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July 2013

Book Review : Vos ancêtres à travers les archives militaires


Ancestres militaires

We live in a strange time, to be sure, and our pursuit of genealogy is not entirely free of that strangeness. The French government has recognized that personal data is a new resource, and it may be taxable. Our names, our addresses, our professions and preferences, our family, what we read, eat, buy, where we go on holiday, all, all is for sale. As individuals, we usually give away this data  -- and with it our privacy --  in exchange for free use of certain Internet services or for shopping discounts or other such trivia. Often, it is taken from us surreptitiously. Occasionally, it is used to commit a crime; more often it is sold in bulk. There are days when we find the whole process a little too close to cannibalism.

What remains of the personal data of our ancestors is what we, as genealogists, hunt and are willing to buy. The miners of personal data of the dead for genealogical purposes sometimes move a bit too close to that of the living. We admire greatly Kenyatta Berry, President of the Association of Professional Genealogists, for her recent editorial cautioning genealogists against letting their research enthusiasms take them too close to violating the privacy of living people. 

The technology that has turned our private lives into a commodity that is bought and sold by others is the same used by those claiming to protect some country's national security by harvesting those same private details. The recent dust-up at the Service Historique de la Défense is really a dispute between proponents of those two uses -- marketing for profit vs. hoarding for national security -- of a collection of antiquated personal data. Data that was collected about those doing their military service is now for sale, and genealogists are generally the buyers. Let's face it: in time, the data collected by the Prism programme will not pay for its own storage and, in one form or another, will be marketed for profit.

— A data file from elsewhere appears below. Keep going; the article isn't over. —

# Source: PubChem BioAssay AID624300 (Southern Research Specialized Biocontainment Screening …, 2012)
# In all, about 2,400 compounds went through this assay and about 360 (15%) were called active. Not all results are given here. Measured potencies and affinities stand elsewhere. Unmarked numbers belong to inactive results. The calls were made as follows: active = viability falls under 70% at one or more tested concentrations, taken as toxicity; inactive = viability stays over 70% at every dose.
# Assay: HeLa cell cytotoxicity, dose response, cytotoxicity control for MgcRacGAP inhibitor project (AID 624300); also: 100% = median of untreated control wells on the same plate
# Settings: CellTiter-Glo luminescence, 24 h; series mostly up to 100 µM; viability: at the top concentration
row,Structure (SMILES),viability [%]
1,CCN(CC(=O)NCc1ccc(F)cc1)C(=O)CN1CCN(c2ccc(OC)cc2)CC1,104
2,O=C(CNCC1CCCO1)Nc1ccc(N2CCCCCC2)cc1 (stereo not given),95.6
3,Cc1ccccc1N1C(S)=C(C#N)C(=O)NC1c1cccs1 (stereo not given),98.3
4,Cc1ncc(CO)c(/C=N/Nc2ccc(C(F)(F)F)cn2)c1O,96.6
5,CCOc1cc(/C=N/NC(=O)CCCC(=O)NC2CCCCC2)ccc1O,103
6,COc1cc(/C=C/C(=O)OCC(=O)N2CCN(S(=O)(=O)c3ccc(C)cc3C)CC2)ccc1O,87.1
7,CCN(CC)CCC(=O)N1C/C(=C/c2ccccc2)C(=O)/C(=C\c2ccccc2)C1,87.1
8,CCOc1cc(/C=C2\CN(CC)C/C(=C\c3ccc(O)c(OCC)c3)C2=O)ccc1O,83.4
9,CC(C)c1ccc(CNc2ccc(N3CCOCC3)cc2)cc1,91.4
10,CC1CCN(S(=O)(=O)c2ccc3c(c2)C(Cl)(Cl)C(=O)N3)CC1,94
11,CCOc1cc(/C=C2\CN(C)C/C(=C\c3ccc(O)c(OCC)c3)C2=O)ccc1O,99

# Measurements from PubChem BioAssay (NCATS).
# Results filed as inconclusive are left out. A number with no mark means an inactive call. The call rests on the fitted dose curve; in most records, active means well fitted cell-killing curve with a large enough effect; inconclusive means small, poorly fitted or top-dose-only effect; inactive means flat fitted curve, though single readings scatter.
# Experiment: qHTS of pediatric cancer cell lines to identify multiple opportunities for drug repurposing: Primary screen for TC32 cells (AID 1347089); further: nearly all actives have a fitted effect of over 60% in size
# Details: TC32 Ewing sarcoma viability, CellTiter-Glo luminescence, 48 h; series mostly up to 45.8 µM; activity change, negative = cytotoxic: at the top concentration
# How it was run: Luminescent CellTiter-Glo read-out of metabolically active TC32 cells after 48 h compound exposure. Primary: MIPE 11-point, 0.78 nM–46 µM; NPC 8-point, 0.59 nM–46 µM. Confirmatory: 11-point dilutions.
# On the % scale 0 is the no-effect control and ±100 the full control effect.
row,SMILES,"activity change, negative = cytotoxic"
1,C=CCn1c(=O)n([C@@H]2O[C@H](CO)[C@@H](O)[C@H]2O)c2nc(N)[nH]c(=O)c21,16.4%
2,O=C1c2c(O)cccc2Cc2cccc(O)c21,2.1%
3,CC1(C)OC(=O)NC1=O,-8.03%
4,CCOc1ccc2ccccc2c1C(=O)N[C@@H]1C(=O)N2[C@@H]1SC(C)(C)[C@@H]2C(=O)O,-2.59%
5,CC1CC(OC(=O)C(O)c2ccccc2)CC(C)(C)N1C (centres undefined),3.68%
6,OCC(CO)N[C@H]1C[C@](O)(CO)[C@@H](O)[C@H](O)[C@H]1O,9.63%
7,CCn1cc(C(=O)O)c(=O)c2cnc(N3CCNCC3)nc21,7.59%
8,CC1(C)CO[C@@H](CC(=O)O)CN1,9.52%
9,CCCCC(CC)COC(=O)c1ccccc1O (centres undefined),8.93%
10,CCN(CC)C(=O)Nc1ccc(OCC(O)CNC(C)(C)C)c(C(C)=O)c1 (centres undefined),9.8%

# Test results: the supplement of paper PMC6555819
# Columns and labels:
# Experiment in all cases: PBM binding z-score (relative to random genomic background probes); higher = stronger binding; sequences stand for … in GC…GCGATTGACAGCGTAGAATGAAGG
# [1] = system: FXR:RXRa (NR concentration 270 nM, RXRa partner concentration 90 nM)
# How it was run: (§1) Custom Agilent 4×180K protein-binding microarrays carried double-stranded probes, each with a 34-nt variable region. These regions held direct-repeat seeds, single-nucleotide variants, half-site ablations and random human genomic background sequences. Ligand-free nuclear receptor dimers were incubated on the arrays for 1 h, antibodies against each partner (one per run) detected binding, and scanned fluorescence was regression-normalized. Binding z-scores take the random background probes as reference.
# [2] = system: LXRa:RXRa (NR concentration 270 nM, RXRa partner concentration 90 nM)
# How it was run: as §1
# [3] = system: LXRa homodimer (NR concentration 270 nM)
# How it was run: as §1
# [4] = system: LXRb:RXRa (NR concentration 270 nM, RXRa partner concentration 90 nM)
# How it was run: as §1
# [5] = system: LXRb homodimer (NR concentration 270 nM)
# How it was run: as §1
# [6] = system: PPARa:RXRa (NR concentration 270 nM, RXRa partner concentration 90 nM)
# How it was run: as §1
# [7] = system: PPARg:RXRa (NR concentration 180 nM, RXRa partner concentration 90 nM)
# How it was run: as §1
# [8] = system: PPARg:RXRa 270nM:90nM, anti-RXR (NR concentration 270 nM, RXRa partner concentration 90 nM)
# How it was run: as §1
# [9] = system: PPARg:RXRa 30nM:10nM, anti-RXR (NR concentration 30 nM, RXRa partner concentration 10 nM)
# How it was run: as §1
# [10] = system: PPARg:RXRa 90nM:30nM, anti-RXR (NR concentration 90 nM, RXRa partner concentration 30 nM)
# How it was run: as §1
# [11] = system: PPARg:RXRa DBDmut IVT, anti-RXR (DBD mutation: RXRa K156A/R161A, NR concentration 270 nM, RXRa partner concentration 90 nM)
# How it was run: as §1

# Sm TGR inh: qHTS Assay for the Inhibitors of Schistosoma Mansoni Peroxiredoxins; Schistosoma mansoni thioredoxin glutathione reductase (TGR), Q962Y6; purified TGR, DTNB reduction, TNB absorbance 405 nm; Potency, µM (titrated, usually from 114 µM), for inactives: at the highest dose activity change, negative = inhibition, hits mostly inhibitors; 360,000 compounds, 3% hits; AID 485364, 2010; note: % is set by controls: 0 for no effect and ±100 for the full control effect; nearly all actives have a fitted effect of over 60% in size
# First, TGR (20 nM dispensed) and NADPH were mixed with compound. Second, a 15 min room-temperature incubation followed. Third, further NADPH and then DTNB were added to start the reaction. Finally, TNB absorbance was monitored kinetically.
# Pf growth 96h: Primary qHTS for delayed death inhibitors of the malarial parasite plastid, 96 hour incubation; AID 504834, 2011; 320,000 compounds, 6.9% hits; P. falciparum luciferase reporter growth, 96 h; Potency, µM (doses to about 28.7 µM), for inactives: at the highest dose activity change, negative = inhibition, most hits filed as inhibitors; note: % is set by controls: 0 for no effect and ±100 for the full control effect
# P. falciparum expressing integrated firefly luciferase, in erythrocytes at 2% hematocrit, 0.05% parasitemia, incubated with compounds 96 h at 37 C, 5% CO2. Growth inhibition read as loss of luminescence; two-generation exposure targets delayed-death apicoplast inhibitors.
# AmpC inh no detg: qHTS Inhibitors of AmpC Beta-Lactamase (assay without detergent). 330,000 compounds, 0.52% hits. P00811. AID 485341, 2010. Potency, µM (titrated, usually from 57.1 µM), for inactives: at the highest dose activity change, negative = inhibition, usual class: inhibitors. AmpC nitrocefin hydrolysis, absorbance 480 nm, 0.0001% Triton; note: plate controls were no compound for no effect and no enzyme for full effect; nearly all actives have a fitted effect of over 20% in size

In spite of the military archives at Vincennes being currently closed and some of the websites still down, it would seem that the free market view of getting the personal data in the archives to turn a trick will prevail over national security view of keeping it in a burqa for our protection. Proof of this may be seen in last November's publication of a short and perfect guide to researching one's ancestors in France's military archives.

Vos ancêtres à travers les archives militaires is published by the Service Historique de la Défense. At 133 well-illustrated pages, it is concise but very informative. Chapter headings include:

  • Your ancestor was an officer
  • Your ancestor was a junior officer, a soldier or a seaman
  • Your ancestor was a fisherman or in the merchant marine
  • Your ancestor was in the air force
  • Your ancestor was in the national police (gendarmerie)
  • Your ancestor was a non-combatant
  • Your ancestor was wounded in action
  • Your ancestor was a prisoner of war
  • Your ancestor received a military pension
  • Your ancestor was tried by a court-martial
  • Your ancestor served overseas
  • Your ancestor served or was a victim of the Twentieth century's wars
  • Civil registrations and military burials

Each section gives a pithy and precise set of directions for how to use the archives pertaining to that category. There is a list of useful addresses and there are tables that explain military recruitment and the maritime administrative regions. As always with French publications, the index is dismal. It is a handbook that is ideal and indispensable. Since most of the SHD is inaccessible at the moment, you might study this book to hone your military research skills while you wait for the archives to reopen.

Vos ancêtres à travers les archives militarires

Sandrine Heiser and Vincent Mollet

Paris: Service Historique de la Défense, 2012

ISBN: 978 2 1112 9051 8


2013 Anne Morddel

French Genealogy


"Mastering Genealogical Proof" and French Genealogy - Part 3


U - Very Long climb